Stablecoins could help to stabilise the entire crypto system, implies the report. Should the value of Bitcoin, say, begin to tank at some point, investors could swiftly convert their holdings into a stablecoin – more quickly than they could escape ruin in the traditional banking system, in fact.
This could avert the risk of massive, deepening losses, along with any need to convert their holdings into a fiat currency, such as the dollar. In this sense, therefore, we could begin to see crypto and digital currencies in a very different light: as a collective safety net of virtual resources that mitigate sudden, disastrous movements in financial markets and avoiding a crash by wading through digital treacle.
Attractive though it is, this concept of thousands of different digital tokens somehow returning financial markets to the tedious predictability of compound interest – to the once feted probity of the banking system before it was overrun by corporate-scale gamblers – stretches credulity. After all, this is also a world of extreme gamblers, hackers (some ethical), and crypto-jackers, as well as countless sincere and honest people.
Nevertheless, the likes of Bitcoin are designed to challenge the very notion of a fiat currency. The latter are currencies that, though they fluctuate in value relative to other fiat currencies, have an intrinsic value that is decreed by an acknowledged authority, such as a government and/or central bank.
Fiat currencies are supposed to engender trust – assuming that citizens trust their government or central bank, of course. For those that don’t, digital coins and cryptocurrencies represent a fast-emerging alternative system that exists away from the oversight of national or international authorities.
Some see these developments as a positive thing, and others as a threat to global financial stability and political/economic power (which is precisely the point for some).
It is, of course, conceivable that Musk himself is now so wealthy that he regards himself as a trusted authority, rather than as the maverick, Bond-style CEO with a fleet of rockets, electric cars and a secret base in a carved out volcano on Mars that the rest of us see. From this perspective, the underlying issue – and it is a serious one – is that the real alternative economy is now built on social influence, rather than on trading in other commodities, goods, or services.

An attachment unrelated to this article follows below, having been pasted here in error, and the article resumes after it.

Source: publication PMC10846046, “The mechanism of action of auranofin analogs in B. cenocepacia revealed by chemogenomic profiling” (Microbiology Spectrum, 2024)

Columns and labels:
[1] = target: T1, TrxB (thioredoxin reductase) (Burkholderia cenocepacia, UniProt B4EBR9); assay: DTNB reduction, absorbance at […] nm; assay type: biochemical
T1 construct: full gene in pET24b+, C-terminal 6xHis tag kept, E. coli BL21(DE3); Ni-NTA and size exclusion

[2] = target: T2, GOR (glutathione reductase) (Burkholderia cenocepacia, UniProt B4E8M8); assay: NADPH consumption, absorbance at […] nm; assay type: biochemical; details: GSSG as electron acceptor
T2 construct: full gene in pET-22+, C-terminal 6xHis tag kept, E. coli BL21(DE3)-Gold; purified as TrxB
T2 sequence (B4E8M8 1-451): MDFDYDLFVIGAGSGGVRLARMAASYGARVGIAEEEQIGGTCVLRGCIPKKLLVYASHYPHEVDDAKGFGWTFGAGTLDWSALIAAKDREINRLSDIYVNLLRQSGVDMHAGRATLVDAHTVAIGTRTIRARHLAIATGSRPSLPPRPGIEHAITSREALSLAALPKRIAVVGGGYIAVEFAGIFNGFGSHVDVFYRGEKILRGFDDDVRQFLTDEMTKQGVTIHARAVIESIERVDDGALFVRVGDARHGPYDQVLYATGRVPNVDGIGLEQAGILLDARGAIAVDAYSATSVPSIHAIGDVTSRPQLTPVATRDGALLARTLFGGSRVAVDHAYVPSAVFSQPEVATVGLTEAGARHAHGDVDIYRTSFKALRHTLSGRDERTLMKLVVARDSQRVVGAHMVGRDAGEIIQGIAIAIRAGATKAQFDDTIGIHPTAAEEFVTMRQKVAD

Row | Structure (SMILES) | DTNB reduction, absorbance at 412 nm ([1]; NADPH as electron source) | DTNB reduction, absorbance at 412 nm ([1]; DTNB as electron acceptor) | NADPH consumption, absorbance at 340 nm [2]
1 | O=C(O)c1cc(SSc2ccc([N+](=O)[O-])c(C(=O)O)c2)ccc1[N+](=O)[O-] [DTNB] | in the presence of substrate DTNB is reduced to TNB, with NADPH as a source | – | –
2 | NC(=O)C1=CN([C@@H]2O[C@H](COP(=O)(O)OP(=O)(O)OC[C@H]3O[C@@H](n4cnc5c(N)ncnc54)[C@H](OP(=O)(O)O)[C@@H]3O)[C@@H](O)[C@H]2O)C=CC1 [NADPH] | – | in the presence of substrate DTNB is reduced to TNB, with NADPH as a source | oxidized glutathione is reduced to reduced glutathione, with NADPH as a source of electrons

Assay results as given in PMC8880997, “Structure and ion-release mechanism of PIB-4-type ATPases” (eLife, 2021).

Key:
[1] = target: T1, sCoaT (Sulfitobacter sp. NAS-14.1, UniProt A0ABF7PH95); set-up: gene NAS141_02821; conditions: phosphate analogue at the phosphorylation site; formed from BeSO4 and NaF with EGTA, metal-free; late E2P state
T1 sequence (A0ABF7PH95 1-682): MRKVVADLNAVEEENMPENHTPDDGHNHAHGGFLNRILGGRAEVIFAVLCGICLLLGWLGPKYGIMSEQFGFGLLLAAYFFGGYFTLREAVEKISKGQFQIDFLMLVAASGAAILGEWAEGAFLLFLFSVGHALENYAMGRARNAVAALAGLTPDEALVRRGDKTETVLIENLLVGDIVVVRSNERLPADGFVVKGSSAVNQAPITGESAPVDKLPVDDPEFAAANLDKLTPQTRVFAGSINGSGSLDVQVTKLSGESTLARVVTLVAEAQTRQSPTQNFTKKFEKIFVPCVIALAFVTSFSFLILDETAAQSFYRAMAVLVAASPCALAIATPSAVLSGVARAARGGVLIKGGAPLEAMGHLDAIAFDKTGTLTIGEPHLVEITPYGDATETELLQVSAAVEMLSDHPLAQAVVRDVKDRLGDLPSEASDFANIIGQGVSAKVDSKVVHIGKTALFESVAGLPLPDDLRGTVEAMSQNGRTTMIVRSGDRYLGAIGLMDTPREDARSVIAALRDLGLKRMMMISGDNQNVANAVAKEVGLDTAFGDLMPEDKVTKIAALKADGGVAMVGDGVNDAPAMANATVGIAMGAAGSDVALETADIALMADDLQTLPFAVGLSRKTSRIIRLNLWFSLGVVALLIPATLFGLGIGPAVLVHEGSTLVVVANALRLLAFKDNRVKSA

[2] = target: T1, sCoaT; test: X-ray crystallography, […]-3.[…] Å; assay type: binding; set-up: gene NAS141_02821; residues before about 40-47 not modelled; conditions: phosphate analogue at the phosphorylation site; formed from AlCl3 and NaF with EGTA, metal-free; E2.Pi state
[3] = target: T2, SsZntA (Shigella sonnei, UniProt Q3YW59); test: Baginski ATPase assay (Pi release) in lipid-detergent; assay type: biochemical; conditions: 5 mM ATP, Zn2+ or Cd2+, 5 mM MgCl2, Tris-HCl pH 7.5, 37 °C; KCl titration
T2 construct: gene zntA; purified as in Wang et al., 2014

This is the reason for the outbreak of extreme opinions – political and otherwise – on platforms such as Twitter and Facebook: extreme equals engagement/clicks, which equals power, which equals money, and therefore perceived importance. It’s a virtuous circle of sorts, in which outrage becomes a game of stocks and shares.
It seems there is private wealth to be made by trading in commodities such as hatred of minority groups, for example; a troubling state of affairs at best. That this phenomenon is destabilising society in the real world should be obvious to all in the wake of the Trump mob’s insurrectionists away-day jaunt to Washington last month.
That aside, the concept of a coin pegged to the value of a more stable asset is one that Facebook and others tilted at with the Libra project, which has been scaled back and renamed Diem, a coin that will be backed by currency reserves or equivalent assets in the US. The name – with echoes of per diem daily expenses – suggests it may be limited to small transactions. It is now overseen by the Diem Association.
So will we seize the Diem, or merely carp about it? With a claimed 2.7 billion monthly users - possibly even some in Australia! - Facebook clearly sees long-term potential in creating a digital dollar equivalent, linking people’s ability to buy and sell goods or services with Facebook’s platform whenever they are actively using it. This would be an advertiser’s dream, but a privacy nightmare.